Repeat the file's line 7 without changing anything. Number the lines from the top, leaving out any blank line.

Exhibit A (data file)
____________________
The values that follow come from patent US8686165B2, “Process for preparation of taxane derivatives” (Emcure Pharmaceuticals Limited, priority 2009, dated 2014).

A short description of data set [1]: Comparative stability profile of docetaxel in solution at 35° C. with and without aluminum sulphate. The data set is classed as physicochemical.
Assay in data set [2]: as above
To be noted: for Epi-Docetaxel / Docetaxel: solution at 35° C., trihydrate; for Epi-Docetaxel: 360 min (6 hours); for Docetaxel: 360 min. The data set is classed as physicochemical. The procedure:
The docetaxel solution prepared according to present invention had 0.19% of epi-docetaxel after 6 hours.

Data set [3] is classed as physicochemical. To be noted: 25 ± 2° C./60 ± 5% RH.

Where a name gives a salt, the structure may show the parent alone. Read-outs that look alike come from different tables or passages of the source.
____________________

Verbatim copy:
Where a name gives a salt, the structure may show the parent alone. Read-outs that look alike come from different tables or passages of the source.